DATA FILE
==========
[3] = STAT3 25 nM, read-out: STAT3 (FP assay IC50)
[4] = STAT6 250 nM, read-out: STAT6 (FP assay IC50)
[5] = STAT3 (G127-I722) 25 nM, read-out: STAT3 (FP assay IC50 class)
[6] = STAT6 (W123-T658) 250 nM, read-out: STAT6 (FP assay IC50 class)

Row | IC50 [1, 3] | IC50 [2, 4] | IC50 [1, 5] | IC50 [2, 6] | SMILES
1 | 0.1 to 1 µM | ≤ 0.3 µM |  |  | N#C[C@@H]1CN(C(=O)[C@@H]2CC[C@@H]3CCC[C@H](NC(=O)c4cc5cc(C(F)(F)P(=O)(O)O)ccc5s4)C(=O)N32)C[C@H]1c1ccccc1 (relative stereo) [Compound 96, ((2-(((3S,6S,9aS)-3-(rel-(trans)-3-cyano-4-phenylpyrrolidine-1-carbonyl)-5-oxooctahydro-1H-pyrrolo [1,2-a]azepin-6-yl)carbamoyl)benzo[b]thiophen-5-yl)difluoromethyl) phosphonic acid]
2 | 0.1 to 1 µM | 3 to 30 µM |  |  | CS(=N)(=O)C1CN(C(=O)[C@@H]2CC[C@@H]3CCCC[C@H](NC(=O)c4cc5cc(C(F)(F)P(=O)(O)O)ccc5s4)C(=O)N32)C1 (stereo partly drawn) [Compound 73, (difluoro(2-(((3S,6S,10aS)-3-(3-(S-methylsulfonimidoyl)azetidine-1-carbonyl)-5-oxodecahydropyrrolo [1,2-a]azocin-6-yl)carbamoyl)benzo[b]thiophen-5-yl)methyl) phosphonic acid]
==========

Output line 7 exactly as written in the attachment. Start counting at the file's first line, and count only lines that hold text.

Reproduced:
2 | 0.1 to 1 µM | 3 to 30 µM |  |  | CS(=N)(=O)C1CN(C(=O)[C@@H]2CC[C@@H]3CCCC[C@H](NC(=O)c4cc5cc(C(F)(F)P(=O)(O)O)ccc5s4)C(=O)N32)C1 (stereo partly drawn) [Compound 73, (difluoro(2-(((3S,6S,10aS)-3-(3-(S-methylsulfonimidoyl)azetidine-1-carbonyl)-5-oxodecahydropyrrolo [1,2-a]azocin-6-yl)carbamoyl)benzo[b]thiophen-5-yl)methyl) phosphonic acid]